Tripping in a Time Machine


The time machine: old papers, objects, pictures, and memories.

Four boxes of stuff. Papers. Clutter. Memorabilia.

I have spent the last couple of nights doing an archeological dig in the life of Kary, of my life. I dumped out the boxes and sifted into piles according to timeline. A tiny elementary pile, a towering high school pile, a colossal college pile (really, not just for the beauty of alliteration), and then three small piles of my “adult life” separated by geography (the few months in Albuquerque, the six years in the Twin Cities, and the ten years living in Colorado).

Sifting through the memorabilia, I found: notes from high school friends folded in that particular school-note-origami-way, high school track medals and ribbons, numerous certificates of participation and appreciation, newspaper clippings, issues of newspapers from high school and college that I helped edit and write, long letters from friends and my younger sister, birthday cards and graduation cards, notes from my mother, postcards from friends and family, and, well, a lot of other papers. Oh, and lots and lots of photographs, some faded, some blurry, but most full of the faces of the friends and family I love.

I sifted through some of this a couple of years ago and then found another box of paper in the last year, stuffed in between some boxes of my mother’s in her storage closet. I knew I needed to deal with this stuff, but left it tucked away for another day. In the past ten months, I have moved and downsized my belongings dramatically. I have gotten rid of boxes of books, oodles of clothes and shoes, lots of odds and ends, and some furniture. Even better, I made deliberate decisions to intentionally keep all the stuff that stayed behind. The four boxes of papers lurked in a corner of the garage, casting a shadow.

So, now I deal with the shadows, or rather the boxes. Right now, though, I stop to write about them. Why is it that I was so eager to rid myself of un-useful-to-me-objects, but I can’t quite part with a few boxes of papers that I haven’t seen in twenty years? What is the root of my reluctance?

I have been doing a lot of personal work (internally, spiritually, physically, mentally) in the last year. I have been cleaning up, clearing out, calming down, and cutting through lots of things. It has been a truly grueling and gratifying process. I have grown and learned and changed a great deal, but somehow the papers paralyze me.

Last night, faced with the piles on the living room floor, I called a good friend from work. She is wise, funny, and always seems to have the right thing to say. I texted four other friends to see how they have dealt with the papers and stuff from their past. I like getting lots of perspectives and then figuring out which approach, or multiple approaches, suits me. My work friend responded in the way I thought she might. First, she laughed a big and long deep laugh. Then, she said she was dealing with old stuff too, but her best advice was, “Don’t beat yourself up over it! Celebrate what you have done!” Amen, sister! One friend, in a succinct text, replied that he kept one box which had childhood, high school, and college. He said to keep the amount that made me comfortable. A good college friend responded that she thought she had mostly just letters and personal notes from the high school and college era. Another friend shared her remorse about not having anything left from her life before the age of 25 after she did a big purge at that critical quarter-century mark. Another friend reminded me that part of my reason for the purge was to lighten my load and to emphasize where living truly is, in the present moment.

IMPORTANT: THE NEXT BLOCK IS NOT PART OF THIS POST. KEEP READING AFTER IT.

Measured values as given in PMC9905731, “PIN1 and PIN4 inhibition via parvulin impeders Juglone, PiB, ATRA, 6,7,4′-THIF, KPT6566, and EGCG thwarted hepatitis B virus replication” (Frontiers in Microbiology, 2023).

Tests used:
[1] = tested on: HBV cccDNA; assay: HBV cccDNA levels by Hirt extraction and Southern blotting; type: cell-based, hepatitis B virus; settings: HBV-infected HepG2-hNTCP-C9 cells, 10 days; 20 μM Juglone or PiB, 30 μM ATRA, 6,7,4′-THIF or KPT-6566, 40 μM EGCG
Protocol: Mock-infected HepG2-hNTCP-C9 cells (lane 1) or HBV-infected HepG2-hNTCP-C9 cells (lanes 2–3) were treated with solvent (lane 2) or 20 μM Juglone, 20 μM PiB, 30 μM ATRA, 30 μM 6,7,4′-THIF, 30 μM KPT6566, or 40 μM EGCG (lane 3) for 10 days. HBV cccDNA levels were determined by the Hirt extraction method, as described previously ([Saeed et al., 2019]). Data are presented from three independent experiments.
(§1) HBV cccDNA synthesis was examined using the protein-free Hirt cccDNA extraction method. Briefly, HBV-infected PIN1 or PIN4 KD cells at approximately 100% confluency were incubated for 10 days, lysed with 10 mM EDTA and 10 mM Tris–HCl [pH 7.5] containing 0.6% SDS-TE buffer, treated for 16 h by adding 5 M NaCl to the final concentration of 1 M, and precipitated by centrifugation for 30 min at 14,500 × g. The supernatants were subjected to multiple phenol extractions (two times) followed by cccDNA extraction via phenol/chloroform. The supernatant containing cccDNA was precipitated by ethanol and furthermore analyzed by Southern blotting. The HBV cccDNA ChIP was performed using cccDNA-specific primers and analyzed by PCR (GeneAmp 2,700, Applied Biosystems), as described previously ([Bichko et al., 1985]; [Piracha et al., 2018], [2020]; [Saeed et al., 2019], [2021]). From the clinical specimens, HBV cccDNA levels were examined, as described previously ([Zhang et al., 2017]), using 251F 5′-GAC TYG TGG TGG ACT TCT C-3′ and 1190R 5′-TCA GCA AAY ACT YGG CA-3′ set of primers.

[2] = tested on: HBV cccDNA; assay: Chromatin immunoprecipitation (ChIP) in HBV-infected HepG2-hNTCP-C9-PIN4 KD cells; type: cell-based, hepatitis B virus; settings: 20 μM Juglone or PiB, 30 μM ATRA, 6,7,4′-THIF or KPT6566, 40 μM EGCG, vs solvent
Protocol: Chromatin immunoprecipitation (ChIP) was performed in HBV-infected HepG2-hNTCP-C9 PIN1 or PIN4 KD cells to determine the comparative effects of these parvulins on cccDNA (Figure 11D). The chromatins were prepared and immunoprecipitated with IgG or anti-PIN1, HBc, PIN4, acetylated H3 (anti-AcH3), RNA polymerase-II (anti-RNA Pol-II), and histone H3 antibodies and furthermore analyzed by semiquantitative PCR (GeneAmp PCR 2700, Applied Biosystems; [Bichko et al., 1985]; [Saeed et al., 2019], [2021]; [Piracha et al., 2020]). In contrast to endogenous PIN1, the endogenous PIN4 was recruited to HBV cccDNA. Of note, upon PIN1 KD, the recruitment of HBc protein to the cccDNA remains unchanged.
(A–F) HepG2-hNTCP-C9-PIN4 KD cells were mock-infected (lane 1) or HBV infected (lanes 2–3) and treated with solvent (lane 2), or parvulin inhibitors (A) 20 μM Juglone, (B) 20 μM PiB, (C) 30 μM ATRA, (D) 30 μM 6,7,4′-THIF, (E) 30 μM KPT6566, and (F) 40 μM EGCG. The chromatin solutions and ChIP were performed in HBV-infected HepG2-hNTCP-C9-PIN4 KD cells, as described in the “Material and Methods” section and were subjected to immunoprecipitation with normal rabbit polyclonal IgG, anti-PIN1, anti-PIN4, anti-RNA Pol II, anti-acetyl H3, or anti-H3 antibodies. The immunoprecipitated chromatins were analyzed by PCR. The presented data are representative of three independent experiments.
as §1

Today, I am grateful for my wise and funny friends. I have decided to take a bit of all their advice. I have designated the smallest storage box as the one in which I will keep the treasures. Now, I will sift into three piles: keep, toss, or recycle. I will throw the old political buttons into scrap metal, recycle a ton (well, close) of paper, toss the small plastic souvenirs (the “unnecessary plastic objects” as Nanci Griffith sings), keep some track medals and ribbons because I love those memories, and sift through the photos. The ones that aren’t duplicates will make their way into a couple of albums. I am saving some of the letters from loved ones, but discarding all the rotely-signed greeting cards.

Now, the task seems less daunting and more doable. I will not let the past paralyze me or weigh me down. I look forward to now, this moment, but I am grateful for the chance to look back and reflect on the memories, friends, family, and events that have shaped me. We do not need stuff to remind us. We can use our brains and hearts to remember when it will help us, but we can also use our brains and hearts to breathe in and consider the present moment. It is the only one that truly counts.

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3 comments

  1. Every so often I find a piece of writing I produced for a class at the JC and the C.S.U. levels. I am not the greatest writer in the world, but I have come a long ways since the late 80’s and early 90’s! I also dig out my Hot Wheels’ collection every six months and “go to town”!

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